D.C. mom shares lessons learned on proper car seat installment
WASHINGTON (WJLA) – A D.C. blogger and mother wants to share her story about her car accident and the lessons she learned about the importance of properly installed car seats to help other parents.
Nicole Luke was on her way back from a holiday family gathering last month when her car was rear-ended. She says if it weren’t for her daughters’ safety seats, they might not be here today, because they were in the back seat when it happened.
Just about two months before the accident, Luke says she wanted to check her 3-year-old's car seat to make sure it was properly installed. She took it to a car seat safety check event and realized her 8-year-old daughter's harness on her booster seat wasn't properly adjusted.
"It just shows even when you think you know, you're not always correct as parents, so thankfully I had both car seats adjusted right before the accident," said Luke. "I'm a mom and blogger and I usually share free and cheap happenings in our area, and I felt like this was something I needed to share with D.C. parents to let them know.”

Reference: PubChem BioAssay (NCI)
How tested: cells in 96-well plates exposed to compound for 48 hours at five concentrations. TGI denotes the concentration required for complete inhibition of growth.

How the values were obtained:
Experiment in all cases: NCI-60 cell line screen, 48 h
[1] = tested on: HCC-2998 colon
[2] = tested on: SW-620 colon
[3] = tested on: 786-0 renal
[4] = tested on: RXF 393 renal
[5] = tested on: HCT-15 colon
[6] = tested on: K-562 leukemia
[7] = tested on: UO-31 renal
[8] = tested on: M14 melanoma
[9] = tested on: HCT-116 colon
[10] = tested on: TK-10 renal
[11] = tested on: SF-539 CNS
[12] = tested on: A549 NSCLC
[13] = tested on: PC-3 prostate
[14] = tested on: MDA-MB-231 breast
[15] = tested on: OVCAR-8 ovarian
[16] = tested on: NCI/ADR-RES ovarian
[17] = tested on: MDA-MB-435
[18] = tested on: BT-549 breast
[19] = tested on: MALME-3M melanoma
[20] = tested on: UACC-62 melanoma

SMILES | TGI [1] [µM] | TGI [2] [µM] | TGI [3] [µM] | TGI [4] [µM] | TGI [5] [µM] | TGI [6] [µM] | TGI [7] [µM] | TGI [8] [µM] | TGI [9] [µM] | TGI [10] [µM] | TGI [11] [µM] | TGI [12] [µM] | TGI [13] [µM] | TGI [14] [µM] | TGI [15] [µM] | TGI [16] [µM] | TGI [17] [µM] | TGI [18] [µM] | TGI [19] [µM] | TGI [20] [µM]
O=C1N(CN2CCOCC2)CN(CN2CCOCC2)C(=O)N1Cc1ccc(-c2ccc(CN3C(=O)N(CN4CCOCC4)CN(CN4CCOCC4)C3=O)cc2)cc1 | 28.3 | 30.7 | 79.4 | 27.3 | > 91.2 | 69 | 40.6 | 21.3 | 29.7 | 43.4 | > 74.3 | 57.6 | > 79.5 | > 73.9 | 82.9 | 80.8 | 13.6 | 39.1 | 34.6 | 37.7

According to Safe Kids Worldwide (SKW), four out of five car seats are not properly installed. Experts say parents often pick the wrong seat for their child. Once it's installed, SKW suggests you conduct a pinch test to try to pinch the harness away from the child. If you can make a full pinch, it's too loose.
SKW also says the seat itself should pass the pinch test in that it shouldn't move more than an inch in the vehicle.
"We have a seatbelt fit test and once your child gets to be 7 or 8 years old, if the adult seat belt doesn't fit them properly, they still need to be in a booster seat," said Tareka Wheeler, the director of programs for SKW.
Wheeler says a quick way to check is to make sure the adult seat belt goes across the child's chest and the lap belt hits them at their upper thighs or their hips.
"What we find is, a lot of times, a child may graduate out of a booster seat too early and the adult seat belt is on their neck or on their stomach and we can see really serious injuries when that happens," she said.